Saturday

April 30, 2016
Posted by **mo** on Saturday, April 4, 2009 at 9:42am.

can anyone explian it to me plezzz

- calculus -
**mo**, Saturday, April 4, 2009 at 9:52amDetermine whether the plane passing through the points A(1,2,3) , B(0,1,0) and C(0,2,2) passes through the origin

- calculus -
**mo**, Saturday, April 4, 2009 at 9:53amWhat does the following equation represent in R^3 ? Justify your answer.

x=y=z

- calculus -
- calculus -
**Count Iblis**, Saturday, April 4, 2009 at 9:55amThat's the distance from the point

p1 = (0, 0, z) to p2 = (x, y, z).

The square of the distance is the square of the norm of the difference of p1 and p2, which is the inner product of that difference vector with itself (also conventionally denoted as the square of the vector):

d^2 = (p1-p2)^2 = x^2 + y^2 - calculus -
**Count Iblis**, Saturday, April 4, 2009 at 10:42amQuastion:

Determine whether the plane passing through the points A(1,2,3) , B(0,1,0) and C(0,2,2) passes through the origin.

Let's perform a translation, so that B moves to the origin and the old origin moves to minus B:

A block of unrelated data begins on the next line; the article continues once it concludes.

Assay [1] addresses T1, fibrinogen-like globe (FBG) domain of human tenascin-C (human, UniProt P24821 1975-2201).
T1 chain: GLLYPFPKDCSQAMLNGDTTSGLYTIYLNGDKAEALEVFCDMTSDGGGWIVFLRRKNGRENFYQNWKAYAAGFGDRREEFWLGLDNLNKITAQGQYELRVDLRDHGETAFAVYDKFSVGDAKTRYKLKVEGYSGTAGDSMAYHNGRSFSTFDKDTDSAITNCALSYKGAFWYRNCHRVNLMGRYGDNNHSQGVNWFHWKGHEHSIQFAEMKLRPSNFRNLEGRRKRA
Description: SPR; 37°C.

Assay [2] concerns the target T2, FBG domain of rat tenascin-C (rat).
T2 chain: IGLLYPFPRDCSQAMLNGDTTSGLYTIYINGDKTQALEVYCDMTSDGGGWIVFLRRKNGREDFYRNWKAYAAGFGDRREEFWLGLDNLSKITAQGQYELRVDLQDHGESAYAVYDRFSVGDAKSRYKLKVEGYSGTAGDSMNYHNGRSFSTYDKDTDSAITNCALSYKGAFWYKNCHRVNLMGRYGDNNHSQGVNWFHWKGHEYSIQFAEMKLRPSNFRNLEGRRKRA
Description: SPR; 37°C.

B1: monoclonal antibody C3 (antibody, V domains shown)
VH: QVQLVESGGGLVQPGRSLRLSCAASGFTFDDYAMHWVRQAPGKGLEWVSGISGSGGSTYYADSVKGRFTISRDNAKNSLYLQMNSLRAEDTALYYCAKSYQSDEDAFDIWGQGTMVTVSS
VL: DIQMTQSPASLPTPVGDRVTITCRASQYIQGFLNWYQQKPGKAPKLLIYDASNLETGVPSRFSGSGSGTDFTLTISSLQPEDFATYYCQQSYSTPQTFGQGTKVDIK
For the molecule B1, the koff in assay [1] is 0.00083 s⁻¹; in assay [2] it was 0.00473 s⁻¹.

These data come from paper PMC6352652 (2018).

A = (1,1,3)

C = (0,1,2)

(I prefer this notation instead of writing A(x,y,z), so I consider A, B, C etc as vectors).

The location of the old origin is denoted by X:

X = (0,-1,0)

If X can be written as a linear combination of A and C, then X is on the plane. So, what you need to do is to determine the rank of the matrix which has A, B and X as its rows (or columns).

I find that the rank is 3, so X is not a point on the plane. - calculus -
**Reiny**, Saturday, April 4, 2009 at 11:11am>> Determine whether the plane passing through the points A(1,2,3) , B(0,1,0) and C(0,2,2) passes through the origin. <<

alternate method:

vector AB = (1,1,2)

vector AC = (1,0,1)

normal to these is (1,1,-1) , I took the cross-product

so the equation of the plane is

x + y - z = k

put in (1,2,3) , or any of the other two points,

1 + 2 - 3 = k = 0

plane equation is x + y - z = 0

and the point (0,0,0) satisfies this - calculus -
**Reiny**, Saturday, April 4, 2009 at 11:24am>> What does the following equation represent in R^3 ? Justify your answer.

x=y=z <<

suppose I rewrote the statement this way

(x-0)/1 = (y-0)/1 = (z-0)/1

does that help?